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Karate UnderGround >> Is TKD really from Shotokan?

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2/19/12 12:35 PM
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Edited: 02/19/12 12:35 PM
Member Since: 8/27/09
Posts: 152
 I trained TKD under a black belt by the name of Rob Hunt who recieved his training from Master IK Kim. This below is directly from Mater Kim's  page. The belt color ranking we used was wht,yllw.blue, brown,red,black. I made it to red tip brown belt. I fought in a couple of tournaments and still have my ted tabura/dan sawyer trophy. I learned judo like throws,sweeps and even some chokes,like a lapel choke/sweep for example,people seem to forget about that part.

Grand Master Il-Kwon Kim, is the founder and President of the I. K. Kim Ja Be Ryu Tae Kwon Do Organization and a 9th degree black belt.  Grand Master Kim is also President of the World Martial Arts Federation and an internationally-known authority on martial arts.


Grand Master Kim was born in Korea and started training at the age of 7.  His love of the martial arts brought him to the United States where in 1967 he started the I. K. Kim Tae Kwon Do Centers.  Grand Master Kim studied under Grand Master Byung-Jik Ro who studied under Grand Master Gichin Funakoshi.  Ja Be Ryu is the style that has resulted from Grand Master Kim's over 50 years of experience.


Grand Master Kim circulates throughout the different branches of the school, ensuring that the highest standards of instruction are being maintained.

2/19/12 10:19 PM
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Edited: 02/20/12 9:30 PM
Member Since: 1/1/01
Posts: 14395
<blockquote>shen - <br /><br />I liked the book quite a bit, it was right up my alley.<br /><br />I have been interested in KMA history since I was a kid in Hapkido where we were literally taught that Hapkido was "a 1,000 year old martial art, created by our teacher's teacher"<br /><br />--Wait, what...?<br /><br />If you know anything about KMAs you know they are rife with B.S. in terms of history, for all sorts of reasons --FAR more so than Japanese Martial Arts. I've always found that kinda fascinating.<br /><br />But the problem is, relatively few people seem to seriously study the real history of KMAs compared to Japanese or Chinese Martial arts. <br /><br />Anyway, fun read for anyone from any style that is into martial arts history. And it really answers the OP's question like a m-fer.</blockquote><br /><br />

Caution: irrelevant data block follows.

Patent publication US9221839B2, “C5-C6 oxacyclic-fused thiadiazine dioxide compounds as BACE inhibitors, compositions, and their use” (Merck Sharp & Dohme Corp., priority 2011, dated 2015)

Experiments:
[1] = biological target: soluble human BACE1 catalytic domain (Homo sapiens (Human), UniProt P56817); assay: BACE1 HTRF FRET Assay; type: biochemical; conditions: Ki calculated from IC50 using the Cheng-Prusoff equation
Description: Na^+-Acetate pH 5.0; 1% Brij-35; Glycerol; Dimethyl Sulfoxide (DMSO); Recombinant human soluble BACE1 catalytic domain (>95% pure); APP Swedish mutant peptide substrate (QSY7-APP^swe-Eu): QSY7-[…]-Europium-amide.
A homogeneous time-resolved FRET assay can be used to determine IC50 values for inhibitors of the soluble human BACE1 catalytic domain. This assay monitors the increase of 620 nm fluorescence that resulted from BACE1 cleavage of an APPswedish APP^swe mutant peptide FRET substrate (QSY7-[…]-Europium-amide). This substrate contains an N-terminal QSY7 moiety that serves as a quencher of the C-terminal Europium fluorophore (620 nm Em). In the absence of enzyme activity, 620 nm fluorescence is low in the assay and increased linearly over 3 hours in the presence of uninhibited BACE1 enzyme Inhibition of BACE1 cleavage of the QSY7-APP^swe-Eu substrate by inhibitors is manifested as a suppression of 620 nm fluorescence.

i agree with the serious study part.

with regard to hapkido, in primary source interviews, choi always confirmed that he learned from a japanese jujutsu master while he was living there, and first generation students confirm this.

i originally thought it was exaggeration when they say some martial arts are 1000 years old, but if you look at the spirit and philosophy, which are the engine behind movement, then you actually can see a difference. for example, japanese katana movements are straight and often more linear and to the point, while chinese are more circular and precise; movement is the manifestation of philosophy.

taekyon was already practiced by many of the first gen hkd practitioners, and the elements of movment and kicking were added then.

i talked to a prominent hapkido instructor who said the the original hapkido kicking (which i've rarely seen), is based on the mudang (shaman) dance patterns.

unfortunately, few people have seen them, even on youtube.

also shen, the secret inspectors were called Amhaeng osa
3/2/12 1:40 AM
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i talked to the instructor again and he talked about japanese sword being about 'speed cut', while chinese and korean sword are more about circular and 'follow through'. he actually demo'd it, which i've never seen before.

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